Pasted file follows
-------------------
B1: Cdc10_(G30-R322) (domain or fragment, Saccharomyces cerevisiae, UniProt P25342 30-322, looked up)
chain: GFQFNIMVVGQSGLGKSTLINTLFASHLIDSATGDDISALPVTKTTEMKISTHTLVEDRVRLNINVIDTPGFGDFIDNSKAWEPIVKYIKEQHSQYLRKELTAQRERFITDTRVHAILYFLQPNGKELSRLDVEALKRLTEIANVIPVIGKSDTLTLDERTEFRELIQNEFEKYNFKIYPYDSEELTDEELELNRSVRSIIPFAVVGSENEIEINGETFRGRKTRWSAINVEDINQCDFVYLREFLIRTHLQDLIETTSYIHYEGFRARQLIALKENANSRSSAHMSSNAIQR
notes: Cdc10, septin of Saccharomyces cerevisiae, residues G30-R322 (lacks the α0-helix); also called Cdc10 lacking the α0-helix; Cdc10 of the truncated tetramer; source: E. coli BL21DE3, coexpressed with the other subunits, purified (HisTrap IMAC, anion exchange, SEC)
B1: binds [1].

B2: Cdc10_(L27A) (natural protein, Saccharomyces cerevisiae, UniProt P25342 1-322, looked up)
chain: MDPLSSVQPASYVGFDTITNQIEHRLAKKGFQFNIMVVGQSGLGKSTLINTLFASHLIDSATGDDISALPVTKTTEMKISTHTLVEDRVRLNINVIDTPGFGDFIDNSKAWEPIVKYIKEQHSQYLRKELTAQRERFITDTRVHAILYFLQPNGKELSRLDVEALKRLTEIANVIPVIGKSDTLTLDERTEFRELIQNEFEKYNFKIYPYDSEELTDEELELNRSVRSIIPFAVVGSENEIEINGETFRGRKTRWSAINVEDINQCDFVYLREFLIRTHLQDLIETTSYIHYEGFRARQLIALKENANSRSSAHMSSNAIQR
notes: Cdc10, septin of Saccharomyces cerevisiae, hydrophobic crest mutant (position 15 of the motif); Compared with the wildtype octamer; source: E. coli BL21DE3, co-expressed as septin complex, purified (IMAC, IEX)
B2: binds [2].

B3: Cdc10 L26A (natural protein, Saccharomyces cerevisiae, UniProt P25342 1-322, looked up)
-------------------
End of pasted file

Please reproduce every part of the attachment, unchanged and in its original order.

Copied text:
B1: Cdc10_(G30-R322) (domain or fragment, Saccharomyces cerevisiae, UniProt P25342 30-322, looked up)
chain: GFQFNIMVVGQSGLGKSTLINTLFASHLIDSATGDDISALPVTKTTEMKISTHTLVEDRVRLNINVIDTPGFGDFIDNSKAWEPIVKYIKEQHSQYLRKELTAQRERFITDTRVHAILYFLQPNGKELSRLDVEALKRLTEIANVIPVIGKSDTLTLDERTEFRELIQNEFEKYNFKIYPYDSEELTDEELELNRSVRSIIPFAVVGSENEIEINGETFRGRKTRWSAINVEDINQCDFVYLREFLIRTHLQDLIETTSYIHYEGFRARQLIALKENANSRSSAHMSSNAIQR
notes: Cdc10, septin of Saccharomyces cerevisiae, residues G30-R322 (lacks the α0-helix); also called Cdc10 lacking the α0-helix; Cdc10 of the truncated tetramer; source: E. coli BL21DE3, coexpressed with the other subunits, purified (HisTrap IMAC, anion exchange, SEC)
B1: binds [1].

B2: Cdc10_(L27A) (natural protein, Saccharomyces cerevisiae, UniProt P25342 1-322, looked up)
chain: MDPLSSVQPASYVGFDTITNQIEHRLAKKGFQFNIMVVGQSGLGKSTLINTLFASHLIDSATGDDISALPVTKTTEMKISTHTLVEDRVRLNINVIDTPGFGDFIDNSKAWEPIVKYIKEQHSQYLRKELTAQRERFITDTRVHAILYFLQPNGKELSRLDVEALKRLTEIANVIPVIGKSDTLTLDERTEFRELIQNEFEKYNFKIYPYDSEELTDEELELNRSVRSIIPFAVVGSENEIEINGETFRGRKTRWSAINVEDINQCDFVYLREFLIRTHLQDLIETTSYIHYEGFRARQLIALKENANSRSSAHMSSNAIQR
notes: Cdc10, septin of Saccharomyces cerevisiae, hydrophobic crest mutant (position 15 of the motif); Compared with the wildtype octamer; source: E. coli BL21DE3, co-expressed as septin complex, purified (IMAC, IEX)
B2: binds [2].

B3: Cdc10 L26A (natural protein, Saccharomyces cerevisiae, UniProt P25342 1-322, looked up)